While the number of PC Perspective readers running Safari for Windows is likely extremely small, I would advise that you be on the lookout next time you are doing tech support for your friends and relatives, and if they managed to get roped into using Safari thanks to Apple’s Itunes software updater convince them to move to a (dare I say better) more secure browser like Google’s Chrome, Opera, or Firefox. At least those are still getting updates, and some are even automatically done in the background.

Have you ever used Apple’s Safari for Windows browser? What would you recommend as the best alternative? Let us know in the comments below.

Source: Forbes

Mozilla Starts Asking For Donations from Users

Subject: General Tech | December 30, 2011 - 08:42 AM |
Tagged: mozilla, firefox, donations, browser

Mozilla, the company behind the popular open source Firefox web browser recently struck a quite lucrative deal with Google for providing the big G with a default search box and google search start page.  Apparently, 900 million (over three years) is not enough for the company; however, as they have started asking for user donations of at least $10.

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According to their new story page, "We believe the Web is a place where anyone can come to build their dreams."  The non profit states in the accompanying video that they are more than just a web browser, they are a global community fighting to keep the web a good, innovative place.  And that, they argue is why they need your support; to make the web a "force for good by making a donation today."

Personally, this feels like a cross between late night PBS broadcasts as a kid and Wikipedia's pleas for donations.  Sure, if you are a big fan of Firefox it couldn't hurt to support them; however, I don't think they are going anywhere any time soon.  What are your thoughts on this as a user?

Source: Mozilla

Firefox PDF Reader Nearing Completion, Optional Extension Available Now

Subject: General Tech | October 29, 2011 - 02:56 AM |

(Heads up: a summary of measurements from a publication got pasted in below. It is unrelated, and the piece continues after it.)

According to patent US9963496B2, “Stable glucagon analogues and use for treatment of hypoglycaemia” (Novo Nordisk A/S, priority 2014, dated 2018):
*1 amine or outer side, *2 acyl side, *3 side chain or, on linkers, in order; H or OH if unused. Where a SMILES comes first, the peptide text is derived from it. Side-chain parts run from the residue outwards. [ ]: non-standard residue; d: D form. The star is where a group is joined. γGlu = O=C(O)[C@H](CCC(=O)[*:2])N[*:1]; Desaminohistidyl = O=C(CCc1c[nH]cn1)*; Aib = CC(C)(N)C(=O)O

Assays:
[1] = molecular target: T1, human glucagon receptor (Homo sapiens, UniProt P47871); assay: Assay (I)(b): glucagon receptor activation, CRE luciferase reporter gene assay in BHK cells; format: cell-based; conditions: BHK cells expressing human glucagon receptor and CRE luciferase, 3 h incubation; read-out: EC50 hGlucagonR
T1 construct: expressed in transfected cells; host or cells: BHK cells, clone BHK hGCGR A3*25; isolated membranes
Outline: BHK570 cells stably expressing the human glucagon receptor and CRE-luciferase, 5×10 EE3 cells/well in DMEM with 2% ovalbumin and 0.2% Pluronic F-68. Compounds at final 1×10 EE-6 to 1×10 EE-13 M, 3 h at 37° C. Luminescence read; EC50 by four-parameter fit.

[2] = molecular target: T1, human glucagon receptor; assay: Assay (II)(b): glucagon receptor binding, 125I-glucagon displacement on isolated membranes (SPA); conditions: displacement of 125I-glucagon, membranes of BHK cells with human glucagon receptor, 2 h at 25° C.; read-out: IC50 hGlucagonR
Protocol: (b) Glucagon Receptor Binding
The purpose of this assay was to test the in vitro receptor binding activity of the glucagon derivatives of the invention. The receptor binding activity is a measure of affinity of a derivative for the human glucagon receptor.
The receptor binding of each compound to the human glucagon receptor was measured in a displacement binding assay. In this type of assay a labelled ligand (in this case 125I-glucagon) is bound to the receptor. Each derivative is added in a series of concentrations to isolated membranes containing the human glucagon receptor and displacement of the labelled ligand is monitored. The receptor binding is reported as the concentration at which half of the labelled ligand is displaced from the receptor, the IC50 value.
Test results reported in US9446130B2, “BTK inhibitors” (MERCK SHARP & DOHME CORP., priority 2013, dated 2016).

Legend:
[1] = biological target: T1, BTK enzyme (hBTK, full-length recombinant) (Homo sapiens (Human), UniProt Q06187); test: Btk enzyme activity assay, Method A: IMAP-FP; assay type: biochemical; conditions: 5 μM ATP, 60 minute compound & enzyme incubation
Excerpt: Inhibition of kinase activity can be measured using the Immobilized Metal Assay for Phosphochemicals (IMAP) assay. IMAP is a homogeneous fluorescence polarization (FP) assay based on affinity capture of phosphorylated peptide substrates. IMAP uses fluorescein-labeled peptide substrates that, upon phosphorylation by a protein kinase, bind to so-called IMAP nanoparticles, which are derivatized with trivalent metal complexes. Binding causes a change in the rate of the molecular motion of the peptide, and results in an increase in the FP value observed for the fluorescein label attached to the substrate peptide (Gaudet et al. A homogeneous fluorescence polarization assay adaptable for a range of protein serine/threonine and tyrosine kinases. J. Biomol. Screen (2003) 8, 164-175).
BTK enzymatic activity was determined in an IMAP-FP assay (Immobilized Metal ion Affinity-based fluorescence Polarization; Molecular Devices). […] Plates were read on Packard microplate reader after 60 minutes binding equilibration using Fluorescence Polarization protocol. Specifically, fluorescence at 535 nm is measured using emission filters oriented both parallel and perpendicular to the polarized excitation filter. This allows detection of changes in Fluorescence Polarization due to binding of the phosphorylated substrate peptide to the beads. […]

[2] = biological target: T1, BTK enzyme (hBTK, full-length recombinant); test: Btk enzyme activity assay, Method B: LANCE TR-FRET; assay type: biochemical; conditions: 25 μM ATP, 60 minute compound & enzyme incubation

Tagged: software, pdf, open source, mozilla, firefox, browser

One of the most useful features in Google’s Chrome web browser is the built in PDF reader. It is a feature that I use almost every day, and although I keep an install of Firefox’s Aurora browser as a backup I have yet to return to using Firefox as my main browser since first checking out Chrome.

I’ve been wanting an integrated PDF reader in Firefox for some time now, and if this story is correct, Mozilla may be one step closer to delivering just that. According to the article, Mozilla has been developing a PDF viewer built using HTML 5 and Javascript technologies. Currently the open source project is called PDF.js, and the development team is working on integrating it into Firefox.

For now though, the team has released PDF.js as a browser extension for the open source browser. In addition to the extension download, the source code is available on GitHub for anyone to view and edit.

PDFjs.png

PDF.js displaying a Dell service manual in PDF format.

As it is now, the PDF.js add-on rather basic, but is definitely off to a good start. You are able to navigate by sections or page thumbnails accessible by a mouse-over pop-up menu on the left of the window. Along the top are buttons for previous and next page, navigating to a specific page, zooming in and out, downloading, printing, and searching the PDF document.

During some informal testing using a 94 page Dell service manual in PDF form, scrolling was smooth enough until hitting a new page upon which there was a bit of lag. Navigating to specific pages was rather quick, however.

The PDF reader is off to a good start and I may have one more reason to switch back to Mozilla’s browser soon enough. What do you guys and gals think about built in PDF support, is it something you find useful during your daily browsing?  If you're interested in checking it out for yourself, the extension is available for download here.  Simply download this "pdf.js.xpi" file and install it (choose the Firefox or Aurora executable for installation if Windows does not assign the .xpi extension to Firefox automatically) using Firefox.  Now navigate to a PDF file on any webpage to have it automatically open using PDF.js.

Source: Geek.com

Google Updates Chrome With Streamlined New Tab Page

Subject: General Tech | October 26, 2011 - 09:33 PM |
Tagged: Internet, google, chrome, browser

Google has been playing around with the "new tab" page in the beta and development builds of Chrome to streamline the interface, and the company has recently rolled one such update into the latest stable release of the popular browser.

Chrome_New New Tab Interface.png

The new tab page is the page that you are presented with when first firing up Chrome or hitting the new tab button(s).  The new interface is much more streamlined than the old one, and has rearranged several items.  The old interface showed everything all on one canvas; however, the updated new tab page has separated the most visited tabs from the Chrome Apps which now have their own page.  Users are able to navigate between the most visited tabs page and applications page by clicking on the tabs at the bottom of the screen or moving the mouse to the side of the browser window and using the arrows that appear upon mouse-over.